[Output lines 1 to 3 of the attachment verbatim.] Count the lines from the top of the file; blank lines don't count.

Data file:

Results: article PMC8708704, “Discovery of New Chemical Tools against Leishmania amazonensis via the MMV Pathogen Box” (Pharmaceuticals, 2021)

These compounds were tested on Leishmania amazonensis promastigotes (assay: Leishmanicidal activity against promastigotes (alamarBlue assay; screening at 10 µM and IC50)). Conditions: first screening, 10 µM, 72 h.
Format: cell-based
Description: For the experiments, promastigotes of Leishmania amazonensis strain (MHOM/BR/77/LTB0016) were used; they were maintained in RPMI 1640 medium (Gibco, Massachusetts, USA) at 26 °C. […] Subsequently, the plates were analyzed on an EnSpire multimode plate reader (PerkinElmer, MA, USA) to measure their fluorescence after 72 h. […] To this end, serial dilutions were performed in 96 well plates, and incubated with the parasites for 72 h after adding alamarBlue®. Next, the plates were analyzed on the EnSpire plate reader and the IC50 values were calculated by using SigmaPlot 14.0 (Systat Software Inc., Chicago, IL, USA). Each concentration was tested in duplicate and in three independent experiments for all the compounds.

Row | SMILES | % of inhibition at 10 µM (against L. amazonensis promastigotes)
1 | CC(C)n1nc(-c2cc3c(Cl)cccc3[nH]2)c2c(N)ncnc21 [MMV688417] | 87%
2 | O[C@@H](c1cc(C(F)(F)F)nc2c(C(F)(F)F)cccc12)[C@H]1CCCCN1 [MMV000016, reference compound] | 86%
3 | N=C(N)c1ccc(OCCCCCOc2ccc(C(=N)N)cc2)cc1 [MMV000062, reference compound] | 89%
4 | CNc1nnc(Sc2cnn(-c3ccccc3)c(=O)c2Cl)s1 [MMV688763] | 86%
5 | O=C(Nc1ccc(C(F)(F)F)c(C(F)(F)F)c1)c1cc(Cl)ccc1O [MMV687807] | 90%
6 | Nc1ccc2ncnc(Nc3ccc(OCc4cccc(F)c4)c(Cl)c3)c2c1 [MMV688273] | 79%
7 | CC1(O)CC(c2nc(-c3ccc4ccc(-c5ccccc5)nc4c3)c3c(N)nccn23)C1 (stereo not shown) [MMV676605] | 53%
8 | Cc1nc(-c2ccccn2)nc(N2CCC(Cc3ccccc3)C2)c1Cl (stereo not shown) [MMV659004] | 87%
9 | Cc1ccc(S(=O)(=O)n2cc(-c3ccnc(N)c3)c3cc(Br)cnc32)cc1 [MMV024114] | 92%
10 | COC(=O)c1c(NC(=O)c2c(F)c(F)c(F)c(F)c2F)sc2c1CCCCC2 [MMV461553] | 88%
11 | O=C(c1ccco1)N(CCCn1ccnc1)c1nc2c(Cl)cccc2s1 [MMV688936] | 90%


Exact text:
Results: article PMC8708704, “Discovery of New Chemical Tools against Leishmania amazonensis via the MMV Pathogen Box” (Pharmaceuticals, 2021)

These compounds were tested on Leishmania amazonensis promastigotes (assay: Leishmanicidal activity against promastigotes (alamarBlue assay; screening at 10 µM and IC50)). Conditions: first screening, 10 µM, 72 h.
Format: cell-based